Greece Prime Minister George Papandreou called for calm over Greek Cyprus in a phone conversation with Turkish Prime Minister Tayyip Erdogan on Monday, a Greek government spokesman said, as regional tensions rise over oil exploration.
"Two hours ago, the Prime Minister had a telephone conversation with Mr Erdogan," government spokesman Ilias Mosialos told reporters. "The Prime Minister said there should be self-constraint and calm" over Cyprus, Mosialos said.
A Turkish oil exploration vessel left the Aegean port of Izmir on Friday to carry out surveys off northern Cyprus amid tensions with Greek Cypriots on the divided island over rights to hydrocarbon reserves in the eastern Mediterranean.
Regional tension rose after Cyprus's Greek Cypriot government announced on Tuesday that drilling had begun in a southeast offshore area adjoining a gas field claimed by Israel, reputed to be the world's largest find in the past decade.
Mosialos said the call focused on security issues related to Cyprus in general, but the two leaders did not discuss the oil drilling.
"The Prime Minister said unilateral actions that create problems in the region should be avoided," he said.
Erdogan and Papandreou also exchanged views on preparations for a high-level cooperation council meeting between the two countries.
The two leaders agreed to hold the meeting in coming months.
Sources cited Erdogan as telling his Greek counterpart that unilateral steps regarding offshore drilling for oil and gas in the region would harm the ongoing negotiations process, stressing that the issue should be left after a comprehensive settlement was reached to reunify the island.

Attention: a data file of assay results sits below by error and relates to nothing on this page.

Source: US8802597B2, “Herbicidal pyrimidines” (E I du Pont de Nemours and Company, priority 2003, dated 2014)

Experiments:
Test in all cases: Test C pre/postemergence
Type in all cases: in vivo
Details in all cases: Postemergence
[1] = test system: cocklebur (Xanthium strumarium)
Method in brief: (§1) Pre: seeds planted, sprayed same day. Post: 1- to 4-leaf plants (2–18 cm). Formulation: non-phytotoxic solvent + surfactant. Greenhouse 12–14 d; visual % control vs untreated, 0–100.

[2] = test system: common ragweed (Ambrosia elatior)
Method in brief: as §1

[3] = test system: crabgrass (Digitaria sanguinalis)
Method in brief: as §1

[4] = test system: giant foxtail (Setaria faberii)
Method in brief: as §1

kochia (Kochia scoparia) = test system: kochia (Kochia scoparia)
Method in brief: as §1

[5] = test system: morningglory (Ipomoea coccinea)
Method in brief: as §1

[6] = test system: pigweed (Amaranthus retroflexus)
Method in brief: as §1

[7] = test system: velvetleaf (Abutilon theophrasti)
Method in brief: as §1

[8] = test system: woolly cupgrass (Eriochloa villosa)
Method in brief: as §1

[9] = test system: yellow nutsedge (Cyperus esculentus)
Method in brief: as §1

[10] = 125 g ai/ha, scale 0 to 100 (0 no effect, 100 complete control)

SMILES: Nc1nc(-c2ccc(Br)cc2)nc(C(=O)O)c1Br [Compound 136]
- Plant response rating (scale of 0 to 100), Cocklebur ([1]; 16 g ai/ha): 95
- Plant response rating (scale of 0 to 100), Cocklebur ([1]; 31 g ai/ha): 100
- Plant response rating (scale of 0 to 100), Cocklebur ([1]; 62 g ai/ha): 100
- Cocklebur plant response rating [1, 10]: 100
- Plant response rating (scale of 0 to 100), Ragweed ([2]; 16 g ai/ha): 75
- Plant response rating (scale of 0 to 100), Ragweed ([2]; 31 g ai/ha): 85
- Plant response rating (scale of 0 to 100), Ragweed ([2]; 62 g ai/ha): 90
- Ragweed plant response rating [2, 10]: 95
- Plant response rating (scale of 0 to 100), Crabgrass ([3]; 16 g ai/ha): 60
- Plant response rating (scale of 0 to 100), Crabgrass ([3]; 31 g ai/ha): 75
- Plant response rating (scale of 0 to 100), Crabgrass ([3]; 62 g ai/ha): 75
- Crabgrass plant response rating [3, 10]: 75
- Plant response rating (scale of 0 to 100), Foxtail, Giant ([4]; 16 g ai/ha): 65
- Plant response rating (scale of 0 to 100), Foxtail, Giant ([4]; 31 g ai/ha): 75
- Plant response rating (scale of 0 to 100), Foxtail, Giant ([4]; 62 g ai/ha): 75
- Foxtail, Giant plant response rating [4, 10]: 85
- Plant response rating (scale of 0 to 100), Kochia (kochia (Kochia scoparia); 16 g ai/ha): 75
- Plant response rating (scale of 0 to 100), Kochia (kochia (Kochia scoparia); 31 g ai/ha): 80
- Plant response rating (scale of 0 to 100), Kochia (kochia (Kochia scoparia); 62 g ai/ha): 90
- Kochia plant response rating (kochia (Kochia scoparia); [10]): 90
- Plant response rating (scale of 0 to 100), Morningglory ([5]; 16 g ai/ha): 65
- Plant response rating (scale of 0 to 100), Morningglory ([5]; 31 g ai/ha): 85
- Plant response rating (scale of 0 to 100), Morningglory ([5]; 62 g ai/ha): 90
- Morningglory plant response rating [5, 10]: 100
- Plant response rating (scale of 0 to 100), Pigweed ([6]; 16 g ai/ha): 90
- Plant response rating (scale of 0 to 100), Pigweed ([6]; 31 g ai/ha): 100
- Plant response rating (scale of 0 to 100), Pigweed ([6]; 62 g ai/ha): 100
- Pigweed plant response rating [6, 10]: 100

Erdogan underlined it was the Greek Cypriot administration's unilateral decision to start drilling southeast of the island that moved the Turkish Republic of Northern Cyprus to sign an agreement with Turkey for hydrocarbon exploration.
Erdogan also briefed Papandreou about a latest proposal Turkish Cypriot President Dervis Eroglu had presented to the UN Secretary General Ban Ki-moon.
Turkish and Greek premiers also discussed a planned meeting of the High Level Cooperation Council, agreeing to hold the meeting late October or mid-November.
Turkey disputes an Cypriot-Israeli accord signed last year to create exclusive economic zones in the waters between them.
It also says that only Greek Cyprus should not be exploiting natural resources until a settlement is reached between the Greek Cypriot government and a Turkish Cypriot government for the reunification of the island, and that any revenues should benefit both communities.
In retaliation, Turkey and the Turkish Cypriot government signed their own continental shelf agreement on Wednesday, permitting state-run Turkish Petroleum Corporation (TPAO) to start exploration north of the island.
Noble Energy says that the eastern Mediterranean gas finds have been the world's biggest deepwater gas discoveries in the last decade, with a total of at least 25 tcf of gross mean resources.
Cypriot leaders have been negotiating to reunify the island since 2008.
Last Mod: 26 Eylül 2011, 17:51